Theresa Villiers urges Northern Ireland parties to fix talks dates
The secretary of state has said it is "really crucial" Northern Ireland's five main parties fix dates for talks as soon as possible.
Theresa Villiers said it was important to take advantage of the next few weeks before the height of the parading season.
Two rounds of three-day talks on flags, parades and the past were announced last week.
However, so far no dates have been arranged.
Over the Christmas and New Year period US diplomat Dr Richard Haass and his associate, Dr Meghan O'Sullivan, failed in their attempts to reach all-party agreement about the three issues.
Ms Villiers told the BBC: "I think it's really crucial for the parties to fix those dates.
"I very much hope that [Ulster Unionist leader] Mike Nesbitt will be at the table as well, because I think it would be important to have as many of Northern Ireland's political leaders at the table as possible.
"It is a crucial time. There are a limited number of weeks before we hit the height of the parading season and the assembly recess.
"It is important, as the prime minister said in his article a few weeks ago, to take advantage of the next few weeks to make progress, because ultimately an agreed way forward on flags, parading and the past would be a tremendous boost for Northern Ireland."
She added: "I think now is the time for Northern Ireland's political leaders to keep at it, to stick to the process and to engage in a more intensive discussion."
Ulster Unionist sources have indicated they will send a delegation to the new talks.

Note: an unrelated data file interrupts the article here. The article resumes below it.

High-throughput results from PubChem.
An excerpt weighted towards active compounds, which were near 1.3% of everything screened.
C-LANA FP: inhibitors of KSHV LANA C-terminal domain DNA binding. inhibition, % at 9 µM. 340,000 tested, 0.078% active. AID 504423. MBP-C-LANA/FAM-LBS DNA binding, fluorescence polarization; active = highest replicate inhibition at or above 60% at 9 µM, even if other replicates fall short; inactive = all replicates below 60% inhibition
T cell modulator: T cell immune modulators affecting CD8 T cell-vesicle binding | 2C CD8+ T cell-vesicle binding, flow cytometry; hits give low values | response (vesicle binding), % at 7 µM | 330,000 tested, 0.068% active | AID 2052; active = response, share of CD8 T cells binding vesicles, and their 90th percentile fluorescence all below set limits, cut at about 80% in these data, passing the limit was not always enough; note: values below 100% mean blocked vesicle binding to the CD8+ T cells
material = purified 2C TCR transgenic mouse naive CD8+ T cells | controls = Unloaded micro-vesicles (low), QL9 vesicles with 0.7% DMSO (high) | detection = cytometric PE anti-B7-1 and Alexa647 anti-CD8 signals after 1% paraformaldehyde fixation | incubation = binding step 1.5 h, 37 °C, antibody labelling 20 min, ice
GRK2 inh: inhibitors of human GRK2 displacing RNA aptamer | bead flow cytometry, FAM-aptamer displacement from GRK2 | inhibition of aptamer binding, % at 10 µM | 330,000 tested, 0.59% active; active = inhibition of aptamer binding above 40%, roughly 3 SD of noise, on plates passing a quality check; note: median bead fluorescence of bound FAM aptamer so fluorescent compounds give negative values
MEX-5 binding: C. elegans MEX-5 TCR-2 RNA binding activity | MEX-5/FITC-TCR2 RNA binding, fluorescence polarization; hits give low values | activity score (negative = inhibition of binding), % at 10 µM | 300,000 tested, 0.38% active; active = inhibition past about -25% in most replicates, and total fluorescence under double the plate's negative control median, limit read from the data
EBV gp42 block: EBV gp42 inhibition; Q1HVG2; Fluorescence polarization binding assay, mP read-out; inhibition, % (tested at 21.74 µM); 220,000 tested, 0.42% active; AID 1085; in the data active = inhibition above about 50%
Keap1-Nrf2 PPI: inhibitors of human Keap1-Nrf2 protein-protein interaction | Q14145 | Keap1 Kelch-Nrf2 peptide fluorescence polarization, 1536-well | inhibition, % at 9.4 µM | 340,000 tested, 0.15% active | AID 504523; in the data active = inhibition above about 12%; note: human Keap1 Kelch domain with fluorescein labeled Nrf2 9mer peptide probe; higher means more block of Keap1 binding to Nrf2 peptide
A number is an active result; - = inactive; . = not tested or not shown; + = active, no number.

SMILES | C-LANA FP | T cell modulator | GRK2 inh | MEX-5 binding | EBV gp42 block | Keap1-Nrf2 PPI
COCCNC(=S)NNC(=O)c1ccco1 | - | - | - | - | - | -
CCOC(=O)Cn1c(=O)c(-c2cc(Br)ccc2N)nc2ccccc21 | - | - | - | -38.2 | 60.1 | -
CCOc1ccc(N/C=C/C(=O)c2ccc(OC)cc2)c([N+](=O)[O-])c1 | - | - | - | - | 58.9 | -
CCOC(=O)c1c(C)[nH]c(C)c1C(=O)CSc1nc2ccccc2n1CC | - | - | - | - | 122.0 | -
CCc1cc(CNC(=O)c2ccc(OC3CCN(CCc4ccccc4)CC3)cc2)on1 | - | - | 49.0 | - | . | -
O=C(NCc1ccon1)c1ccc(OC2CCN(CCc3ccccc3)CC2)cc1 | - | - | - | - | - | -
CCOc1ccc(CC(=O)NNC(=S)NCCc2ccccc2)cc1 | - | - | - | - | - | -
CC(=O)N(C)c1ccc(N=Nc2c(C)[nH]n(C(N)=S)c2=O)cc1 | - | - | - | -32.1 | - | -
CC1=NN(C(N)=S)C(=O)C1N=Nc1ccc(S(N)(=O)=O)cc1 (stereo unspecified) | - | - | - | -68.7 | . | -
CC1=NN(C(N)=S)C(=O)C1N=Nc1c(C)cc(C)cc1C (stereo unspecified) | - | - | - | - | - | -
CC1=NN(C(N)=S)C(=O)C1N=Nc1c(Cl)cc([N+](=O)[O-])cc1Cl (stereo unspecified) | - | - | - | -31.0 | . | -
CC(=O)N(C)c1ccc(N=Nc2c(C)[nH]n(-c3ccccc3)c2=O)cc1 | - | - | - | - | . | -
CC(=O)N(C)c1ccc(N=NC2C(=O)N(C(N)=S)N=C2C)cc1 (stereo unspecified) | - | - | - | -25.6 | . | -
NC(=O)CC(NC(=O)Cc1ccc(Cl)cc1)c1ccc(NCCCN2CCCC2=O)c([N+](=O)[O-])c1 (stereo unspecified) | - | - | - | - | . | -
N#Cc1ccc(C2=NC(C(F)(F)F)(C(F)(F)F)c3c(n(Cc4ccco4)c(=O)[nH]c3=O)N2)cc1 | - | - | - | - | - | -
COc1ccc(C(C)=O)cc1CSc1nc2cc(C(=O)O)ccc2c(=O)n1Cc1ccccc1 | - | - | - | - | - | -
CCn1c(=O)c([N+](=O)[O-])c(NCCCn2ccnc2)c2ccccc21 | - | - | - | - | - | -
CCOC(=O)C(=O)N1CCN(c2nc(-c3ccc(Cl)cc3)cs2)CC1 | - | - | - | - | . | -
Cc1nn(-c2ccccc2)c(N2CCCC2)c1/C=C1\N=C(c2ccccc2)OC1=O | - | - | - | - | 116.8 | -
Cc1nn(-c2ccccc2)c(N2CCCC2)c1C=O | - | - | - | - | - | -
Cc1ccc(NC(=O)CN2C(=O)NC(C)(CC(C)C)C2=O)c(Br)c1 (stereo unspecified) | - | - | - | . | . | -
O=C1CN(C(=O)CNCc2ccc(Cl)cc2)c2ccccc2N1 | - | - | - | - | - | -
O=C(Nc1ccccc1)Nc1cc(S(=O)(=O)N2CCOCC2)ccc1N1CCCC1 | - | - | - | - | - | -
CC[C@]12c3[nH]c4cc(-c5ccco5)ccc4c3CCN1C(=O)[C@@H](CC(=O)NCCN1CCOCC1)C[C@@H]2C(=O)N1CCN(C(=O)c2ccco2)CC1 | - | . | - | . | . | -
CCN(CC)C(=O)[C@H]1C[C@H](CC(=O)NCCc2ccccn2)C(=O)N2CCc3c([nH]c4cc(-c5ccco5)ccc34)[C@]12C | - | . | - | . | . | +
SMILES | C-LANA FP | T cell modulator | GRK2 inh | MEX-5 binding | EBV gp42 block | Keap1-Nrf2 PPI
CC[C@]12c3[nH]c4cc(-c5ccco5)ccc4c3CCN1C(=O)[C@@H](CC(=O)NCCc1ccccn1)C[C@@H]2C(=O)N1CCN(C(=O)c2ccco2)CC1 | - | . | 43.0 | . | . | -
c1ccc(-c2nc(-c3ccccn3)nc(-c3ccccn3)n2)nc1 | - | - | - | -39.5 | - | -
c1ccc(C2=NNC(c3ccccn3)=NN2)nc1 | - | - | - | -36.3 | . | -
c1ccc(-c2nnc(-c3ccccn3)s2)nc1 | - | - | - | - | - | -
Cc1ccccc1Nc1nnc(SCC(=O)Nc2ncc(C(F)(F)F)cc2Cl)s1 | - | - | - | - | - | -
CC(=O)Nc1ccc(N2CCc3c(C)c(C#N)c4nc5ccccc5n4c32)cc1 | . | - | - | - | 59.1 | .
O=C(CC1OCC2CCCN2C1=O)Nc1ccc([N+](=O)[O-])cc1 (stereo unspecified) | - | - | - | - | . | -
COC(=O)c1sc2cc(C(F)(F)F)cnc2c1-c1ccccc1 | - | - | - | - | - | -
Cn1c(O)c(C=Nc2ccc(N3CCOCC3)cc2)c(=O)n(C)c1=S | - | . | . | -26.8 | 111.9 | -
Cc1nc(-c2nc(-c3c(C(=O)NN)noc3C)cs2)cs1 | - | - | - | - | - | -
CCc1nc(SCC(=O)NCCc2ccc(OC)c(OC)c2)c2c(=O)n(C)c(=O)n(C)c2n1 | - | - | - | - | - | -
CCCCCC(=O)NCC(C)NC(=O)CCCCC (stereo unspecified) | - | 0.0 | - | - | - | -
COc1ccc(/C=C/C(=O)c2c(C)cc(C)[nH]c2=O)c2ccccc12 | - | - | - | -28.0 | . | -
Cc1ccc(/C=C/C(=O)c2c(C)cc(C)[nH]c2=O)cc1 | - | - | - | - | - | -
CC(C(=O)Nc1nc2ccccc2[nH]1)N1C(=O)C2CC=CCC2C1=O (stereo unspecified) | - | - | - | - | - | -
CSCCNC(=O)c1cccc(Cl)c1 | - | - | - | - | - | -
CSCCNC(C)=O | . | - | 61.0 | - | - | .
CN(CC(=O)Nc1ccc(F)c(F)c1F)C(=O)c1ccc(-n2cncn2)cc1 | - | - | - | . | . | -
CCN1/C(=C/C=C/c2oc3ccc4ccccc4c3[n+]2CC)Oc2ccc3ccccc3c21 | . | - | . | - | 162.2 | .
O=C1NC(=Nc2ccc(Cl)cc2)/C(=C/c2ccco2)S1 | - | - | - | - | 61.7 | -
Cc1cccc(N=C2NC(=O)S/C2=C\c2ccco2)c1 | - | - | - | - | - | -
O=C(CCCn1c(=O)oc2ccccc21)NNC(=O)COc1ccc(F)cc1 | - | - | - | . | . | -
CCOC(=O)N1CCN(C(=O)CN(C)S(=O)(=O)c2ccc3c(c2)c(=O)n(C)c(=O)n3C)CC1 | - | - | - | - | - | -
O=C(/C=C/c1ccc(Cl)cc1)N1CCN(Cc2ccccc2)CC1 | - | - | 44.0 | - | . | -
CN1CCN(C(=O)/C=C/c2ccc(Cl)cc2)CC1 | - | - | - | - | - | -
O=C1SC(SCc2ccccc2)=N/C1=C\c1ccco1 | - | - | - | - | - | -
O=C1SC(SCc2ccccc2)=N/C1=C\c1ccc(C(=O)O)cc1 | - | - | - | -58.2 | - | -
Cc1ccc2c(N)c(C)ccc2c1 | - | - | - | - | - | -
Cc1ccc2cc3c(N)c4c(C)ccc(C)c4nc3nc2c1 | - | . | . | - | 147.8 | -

However, they are continuing to insist they will not engage in any negotiations about the legacy of the Troubles until after they have at least seen the outcome of the review by Lady Justice Hallett of the issue of On the Runs.
'Job needs finishing'
Ms Villiers said she recognised agreement on the legacy of the past would be difficult or "impossible" before Judge Hallett reports on the On The Runs issue, but hoped there was "room for manoeuvre" in which the unionist parties could still engage in conversations about a way forward.
"I continue to be optimistic when I hear the willingness of Northern Ireland's political leadership to engage on these crucial issues. I think there's a recognition that this job needs finishing, that real progress was made under the auspices of Richard Haass.
"A lot of common ground was found. I think now is the time for Northern Ireland's political leaders to keep at it, to stick to the process and to engage in a more intensive discussion."
First Minister Peter Robinson said: "I'd like it to take place (the first meeting) as soon as possible.
"But I do enter the caveat that while we can commence those talks, and indeed should commence those talks, we can't obviously deal with the issues related to OTRs, the justice system, in the absence of Justice Lady Hallet's report.
"I've made that clear, Mike Nesbitt has made that clear, that we need to see the outcome of that report before we can take any decisions on justice matters in relation to the past."
Sinn Féin's Conor Murphy said the only thing blocking the talks was "unionist intransigence".
"The DUP and UUP have both been dragging their feet on arranging dates for discussions to take place," he said.
"It is also disingenuous for the British secretary of state to attempt to distance her government from responsibility for unionist intransigence.
The SDLP's Alex Attwood said both the British and Irish governments should get involved in the talks.
"While the secretary of state is right to urge a date for talks be confirmed urgently, the secretary of state is wrong to put all eggs in that particular basket," he said.
"The SDLP has said repeatedly to the secretary of state and to the other parties that the talks process that offers the best hope and the most viable outcome is one that includes the parties and the two governments."